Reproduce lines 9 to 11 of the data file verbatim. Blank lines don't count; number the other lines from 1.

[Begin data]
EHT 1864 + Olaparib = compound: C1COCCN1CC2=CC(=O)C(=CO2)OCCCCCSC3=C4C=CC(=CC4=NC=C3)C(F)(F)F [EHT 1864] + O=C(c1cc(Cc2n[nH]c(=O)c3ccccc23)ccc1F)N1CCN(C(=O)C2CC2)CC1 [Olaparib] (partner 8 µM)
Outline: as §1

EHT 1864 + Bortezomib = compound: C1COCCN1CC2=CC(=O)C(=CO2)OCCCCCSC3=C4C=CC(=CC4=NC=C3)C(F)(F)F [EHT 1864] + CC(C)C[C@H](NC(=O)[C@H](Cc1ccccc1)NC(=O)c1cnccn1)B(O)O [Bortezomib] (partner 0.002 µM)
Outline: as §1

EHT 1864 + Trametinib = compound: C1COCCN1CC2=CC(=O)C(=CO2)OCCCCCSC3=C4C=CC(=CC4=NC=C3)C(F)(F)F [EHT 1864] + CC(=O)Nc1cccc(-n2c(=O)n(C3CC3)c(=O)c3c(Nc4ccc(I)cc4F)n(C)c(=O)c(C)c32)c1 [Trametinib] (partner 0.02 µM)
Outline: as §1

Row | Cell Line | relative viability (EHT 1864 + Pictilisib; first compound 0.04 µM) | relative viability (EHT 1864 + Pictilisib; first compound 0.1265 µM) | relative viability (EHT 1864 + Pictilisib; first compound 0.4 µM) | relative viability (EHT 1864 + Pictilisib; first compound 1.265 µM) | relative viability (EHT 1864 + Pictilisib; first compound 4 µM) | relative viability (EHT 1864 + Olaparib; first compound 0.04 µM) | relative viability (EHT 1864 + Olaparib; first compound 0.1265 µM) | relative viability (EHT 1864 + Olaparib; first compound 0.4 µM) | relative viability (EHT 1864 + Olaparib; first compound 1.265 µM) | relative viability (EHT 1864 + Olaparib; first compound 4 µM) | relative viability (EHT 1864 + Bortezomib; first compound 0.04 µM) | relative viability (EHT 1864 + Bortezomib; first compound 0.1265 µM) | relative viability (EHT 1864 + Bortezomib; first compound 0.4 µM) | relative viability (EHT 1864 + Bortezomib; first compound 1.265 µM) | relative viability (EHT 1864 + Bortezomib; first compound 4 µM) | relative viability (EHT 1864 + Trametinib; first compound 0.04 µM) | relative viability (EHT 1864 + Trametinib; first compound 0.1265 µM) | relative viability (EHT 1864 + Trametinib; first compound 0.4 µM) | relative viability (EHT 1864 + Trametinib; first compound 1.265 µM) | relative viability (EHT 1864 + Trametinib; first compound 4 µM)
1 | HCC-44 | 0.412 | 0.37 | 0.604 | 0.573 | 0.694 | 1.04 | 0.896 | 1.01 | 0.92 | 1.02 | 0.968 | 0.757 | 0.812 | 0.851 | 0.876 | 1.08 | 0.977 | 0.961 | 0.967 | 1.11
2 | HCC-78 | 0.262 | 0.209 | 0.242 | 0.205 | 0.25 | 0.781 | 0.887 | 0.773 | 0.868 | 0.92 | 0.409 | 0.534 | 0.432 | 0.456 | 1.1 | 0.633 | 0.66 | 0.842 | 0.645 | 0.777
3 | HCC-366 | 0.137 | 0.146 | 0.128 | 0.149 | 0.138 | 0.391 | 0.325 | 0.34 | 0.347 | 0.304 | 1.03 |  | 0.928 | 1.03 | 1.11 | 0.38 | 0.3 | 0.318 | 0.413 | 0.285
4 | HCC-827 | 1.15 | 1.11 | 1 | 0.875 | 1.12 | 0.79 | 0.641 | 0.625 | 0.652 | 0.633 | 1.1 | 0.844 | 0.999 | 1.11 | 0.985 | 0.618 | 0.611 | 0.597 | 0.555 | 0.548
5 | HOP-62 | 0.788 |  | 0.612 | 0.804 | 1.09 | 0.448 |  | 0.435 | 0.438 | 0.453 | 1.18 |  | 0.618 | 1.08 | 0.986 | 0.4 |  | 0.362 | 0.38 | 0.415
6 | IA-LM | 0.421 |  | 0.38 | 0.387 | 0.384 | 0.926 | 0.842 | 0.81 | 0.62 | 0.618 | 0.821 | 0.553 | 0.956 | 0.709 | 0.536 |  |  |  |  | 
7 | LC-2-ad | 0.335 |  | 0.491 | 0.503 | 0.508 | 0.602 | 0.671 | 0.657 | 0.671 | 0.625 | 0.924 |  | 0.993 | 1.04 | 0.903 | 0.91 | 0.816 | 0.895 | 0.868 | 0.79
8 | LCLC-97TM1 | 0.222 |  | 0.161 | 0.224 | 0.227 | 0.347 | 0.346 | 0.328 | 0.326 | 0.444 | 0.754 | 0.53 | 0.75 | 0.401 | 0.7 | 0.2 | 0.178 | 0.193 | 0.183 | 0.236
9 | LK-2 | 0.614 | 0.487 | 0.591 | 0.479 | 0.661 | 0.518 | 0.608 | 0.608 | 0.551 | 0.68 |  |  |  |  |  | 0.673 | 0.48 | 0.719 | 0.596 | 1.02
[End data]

2 | HCC-78 | 0.262 | 0.209 | 0.242 | 0.205 | 0.25 | 0.781 | 0.887 | 0.773 | 0.868 | 0.92 | 0.409 | 0.534 | 0.432 | 0.456 | 1.1 | 0.633 | 0.66 | 0.842 | 0.645 | 0.777
3 | HCC-366 | 0.137 | 0.146 | 0.128 | 0.149 | 0.138 | 0.391 | 0.325 | 0.34 | 0.347 | 0.304 | 1.03 |  | 0.928 | 1.03 | 1.11 | 0.38 | 0.3 | 0.318 | 0.413 | 0.285
4 | HCC-827 | 1.15 | 1.11 | 1 | 0.875 | 1.12 | 0.79 | 0.641 | 0.625 | 0.652 | 0.633 | 1.1 | 0.844 | 0.999 | 1.11 | 0.985 | 0.618 | 0.611 | 0.597 | 0.555 | 0.548